Quote Box ArchiveGo to Past Quote Boxes

Oct 28, 2008

The Tax Cut You May Have to Send Back

34% Effective Rates Are No Longer Just for the Rich

Barack Obama has promised a "tax cut" for everyone, except for the 5% of taxpayers who have large incomes and are supposed to pay more. The tax cuts are refundable, meaning that people can apply for a check up to $500 per taxpayer (or $1000 per family) if the "cut" is greater than the taxes paid. Even if no tax was originally paid. Additional refunds are promised for expenses such as college tuition.

This is not a tax cut in the usual sense. People with more income will pay people with less income, and will pay for most of government in addition. Payments from the rich to the poor are usually called "welfare".

Read more ...

I said "people can apply for", because the taxpayer (or non-taxpayer) does not get the money automatically. He needs to document the expenses that are favored for a tax rebate, and file a more complicated tax return.

This is like the $20 off coupons that retailers hand out. Just collect all the paperwork, clip the coupons, do the math, send it in, and get the refund. Your tax preparer will charge a bit more for the service, or you can study the tax booklets yourself.

Some people will lie about eligibility, just as they currently lie about extra dependents to get current tax deductions. The temptation to lie is greater, because they can walk away with a check, not just a reduction in the tax owed. The government will spend even more money trying to catch them, or checking up on you. There is an incentive to file under a false social security number, get the check, and disappear.

Taxes will be made more horribly complicated. Obama proposes phase-outs and rate changes along with the cuts. The cut you get this year may be reclaimed reduced in following years by inflation and any increasing family income.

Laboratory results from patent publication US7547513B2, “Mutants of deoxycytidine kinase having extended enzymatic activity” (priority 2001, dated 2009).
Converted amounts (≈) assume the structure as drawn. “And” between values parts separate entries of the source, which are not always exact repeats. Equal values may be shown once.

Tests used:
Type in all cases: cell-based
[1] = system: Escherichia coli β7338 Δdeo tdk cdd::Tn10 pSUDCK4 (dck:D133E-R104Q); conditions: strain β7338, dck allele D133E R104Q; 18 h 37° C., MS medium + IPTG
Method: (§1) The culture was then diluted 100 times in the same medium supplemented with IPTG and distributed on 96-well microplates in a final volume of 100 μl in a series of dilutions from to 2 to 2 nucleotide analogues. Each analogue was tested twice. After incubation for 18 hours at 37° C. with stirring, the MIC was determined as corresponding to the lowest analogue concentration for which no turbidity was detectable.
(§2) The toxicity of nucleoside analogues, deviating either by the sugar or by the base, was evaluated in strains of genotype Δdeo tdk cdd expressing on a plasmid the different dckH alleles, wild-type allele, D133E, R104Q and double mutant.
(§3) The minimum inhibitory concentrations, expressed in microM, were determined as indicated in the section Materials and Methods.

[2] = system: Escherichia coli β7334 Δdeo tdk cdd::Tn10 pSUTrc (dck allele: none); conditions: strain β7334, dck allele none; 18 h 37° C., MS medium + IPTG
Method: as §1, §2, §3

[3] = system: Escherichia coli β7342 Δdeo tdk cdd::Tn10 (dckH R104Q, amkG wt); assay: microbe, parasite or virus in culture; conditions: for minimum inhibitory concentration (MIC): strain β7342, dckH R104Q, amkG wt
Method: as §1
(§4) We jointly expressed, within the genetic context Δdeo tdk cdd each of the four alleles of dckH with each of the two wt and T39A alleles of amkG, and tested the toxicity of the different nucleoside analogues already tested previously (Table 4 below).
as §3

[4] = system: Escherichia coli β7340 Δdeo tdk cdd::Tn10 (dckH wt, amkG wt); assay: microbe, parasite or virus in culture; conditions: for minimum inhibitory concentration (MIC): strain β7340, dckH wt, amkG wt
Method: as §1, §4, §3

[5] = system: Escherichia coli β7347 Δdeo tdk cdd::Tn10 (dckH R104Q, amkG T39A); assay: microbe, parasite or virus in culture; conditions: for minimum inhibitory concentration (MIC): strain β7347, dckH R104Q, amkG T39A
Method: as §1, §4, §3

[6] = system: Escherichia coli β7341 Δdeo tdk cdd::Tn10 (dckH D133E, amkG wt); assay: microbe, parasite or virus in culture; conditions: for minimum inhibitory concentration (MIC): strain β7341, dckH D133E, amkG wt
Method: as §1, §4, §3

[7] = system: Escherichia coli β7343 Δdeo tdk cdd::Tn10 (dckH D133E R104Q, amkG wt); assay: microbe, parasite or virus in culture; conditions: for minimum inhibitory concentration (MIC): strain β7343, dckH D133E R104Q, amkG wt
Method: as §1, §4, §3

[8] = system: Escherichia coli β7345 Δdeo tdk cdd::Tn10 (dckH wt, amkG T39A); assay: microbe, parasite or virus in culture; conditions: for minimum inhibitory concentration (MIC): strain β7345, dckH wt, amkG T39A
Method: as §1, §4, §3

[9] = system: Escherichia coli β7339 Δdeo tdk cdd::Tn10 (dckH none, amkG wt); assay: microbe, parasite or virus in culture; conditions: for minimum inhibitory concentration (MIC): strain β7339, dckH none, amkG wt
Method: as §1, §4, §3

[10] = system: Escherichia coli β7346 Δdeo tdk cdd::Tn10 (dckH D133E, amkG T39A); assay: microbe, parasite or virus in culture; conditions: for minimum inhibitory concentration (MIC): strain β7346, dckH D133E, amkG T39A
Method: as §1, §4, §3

The chart below is from American.com: The Folly of Obama’s Tax Plan. It shows the Marginal Tax Rate for our current tax law and under Obama's plan. Marginal Rate means how much income the government takes out the next $1000 for each income level.

Obama says he will give you $1000 plus other amounts. The downside is that these benefits "phase out" (reduce gradually) as income increases. So, either you don't get the full benefit at your income, or the benefit disappears if you earn more in the next year. If you lose $500 in benefit, it feels the same as paying $500 more in tax.

From the graphic, say you get a raise from $30,000 to $35,000. Current law takes $1000 of that $5000, a marginal tax rate of 20%. Obama's proposal takes $1700. You give back an extra $700 of whatever benefit was originally granted to you, because something is being "phased out", for a marginal tax rate of 34%.

The very high marginal rate shown in the graphic (the red line and pink area) drops back steeply at $45,000. This means that most of the tax "cuts" have been reclaimed at that income. Much of the rest disappear at an income of about $83,000. This is for a family with two children (see the original article).

The original tax gift feels great. The phase out is a gotcha. Just when you are happy to make more money, you will find out that you owe much more tax. Just hope you didn't spend it already. I'm not happy with Obama's plan or with the current tax law. We should have simpler, understandable tax laws, not a grab-bag that hides who is paying what.

Obama has put forward a complex proposal. He talks about tax "cuts", but they are really gifts that are reduced according to income. He gives no public idea of the social evaluations that he is using to decide how these benefits phase out. It seems detailed and arbitrary. There is no general philosophy to refer to if he is elected and wants to change things around.

Everyone should pay less tax and know what they will keep if they work hard and earn more. You should not need a tax accountant for a $35,000 income. On the plus side (smile) you may have a chance to feel like that rich person, who pays 34% ($340) out of each additional $1000 he earns.

No comments :

Post a Comment

You can use the HTML tags <b> <i> and <a href="">, but not <p> or <blockquote>. Trouble commenting? Email your comment or problem to Commerce-Try at Comcast.net. Leave out the minus sign. Mention the name of the post in the email.